With a little more than two weeks left in the current Missouri legislative session, the focus of the state legislature will be on two possible veto overrides, said St. Louis Public Radio political reporter Jo Mannies.
She and education reporter Dale Singer appeared on St. Louis on the Air today to give an update on key bills moving through the state legislature right now.
A coalition of clergy from more than 40 metropolitan area churches is backing the school transformation plan put forth by St. Louis Public Schools Superintendent Kelvin Adams.
“We acknowledge there are components that people are unhappy about, unsure about and uncompromising about,” said the Rev. Earl Nance Jr. of Greater Mount Carmel Missionary Baptist Church. “We honor the concerns that people have. At the same time, we believe that is worth a try.”
Despite opposition from a coalition of Missouri school groups, a bipartisan panel of lawmakers said Friday that to win passage, school transfer legislation needs to include the option of non-sectarian private schools.
State Sens. John Lamping, R-Ladue, and Maria Chappelle-Nadal, D-University City, along with House Speaker Tim Jones, R-Eureka, discussed the issue at a forum on tax-credit scholarships. With three weeks left in the legislative session, a transfer bill that passed overwhelmingly in the Senate is now moving through the House.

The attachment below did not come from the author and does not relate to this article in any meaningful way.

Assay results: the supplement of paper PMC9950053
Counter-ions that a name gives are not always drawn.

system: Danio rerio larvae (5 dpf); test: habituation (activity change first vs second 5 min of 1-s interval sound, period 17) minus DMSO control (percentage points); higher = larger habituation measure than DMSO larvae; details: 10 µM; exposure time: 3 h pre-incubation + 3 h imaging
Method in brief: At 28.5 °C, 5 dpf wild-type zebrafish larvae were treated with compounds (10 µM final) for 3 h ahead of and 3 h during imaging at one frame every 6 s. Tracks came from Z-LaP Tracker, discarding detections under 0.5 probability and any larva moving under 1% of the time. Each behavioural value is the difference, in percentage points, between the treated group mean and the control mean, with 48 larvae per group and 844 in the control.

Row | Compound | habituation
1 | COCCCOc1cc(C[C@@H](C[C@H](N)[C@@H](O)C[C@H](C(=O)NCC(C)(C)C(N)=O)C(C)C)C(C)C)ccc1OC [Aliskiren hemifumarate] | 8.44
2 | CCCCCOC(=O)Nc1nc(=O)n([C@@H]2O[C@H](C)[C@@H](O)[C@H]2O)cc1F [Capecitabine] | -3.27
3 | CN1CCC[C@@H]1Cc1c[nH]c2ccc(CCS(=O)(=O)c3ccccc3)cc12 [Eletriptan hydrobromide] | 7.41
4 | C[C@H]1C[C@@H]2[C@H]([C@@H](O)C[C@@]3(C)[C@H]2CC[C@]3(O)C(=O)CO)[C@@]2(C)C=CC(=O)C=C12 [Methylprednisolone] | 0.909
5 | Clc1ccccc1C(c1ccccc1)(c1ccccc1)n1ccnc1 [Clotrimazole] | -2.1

As the Missouri House begins consideration of a school transfer bill, state Rep. Rick Stream, R-Kirkwood, the House budget chairman who has taken the lead on the transfer issue, has made clear what his bottom line for the bill is. He says the final product must cover four basic areas:
The task force considering the future of the Normandy School District began getting more specific about options Tuesday, including what kind of board should govern the district and whether it should be elected or appointed.
After meeting for more than an hour in closed session with Mark Van Zandt, the general counsel for the Department of Elementary and Secondary Education, the panel began talking about various scenarios:
More and more school districts in St. Louis and across the nation are looking through data for ways to improve student success. In addition, the latest state education standards, MSIP5, place a greater emphasis on tracking the progress of individual students.
In a busy visit to Rockwood Summit High School Monday morning, Gov. Jay Nixon recorded a tagline for the school’s radio station, won a free throw showdown with the school’s scholar athlete and even posed for a selfie with a student.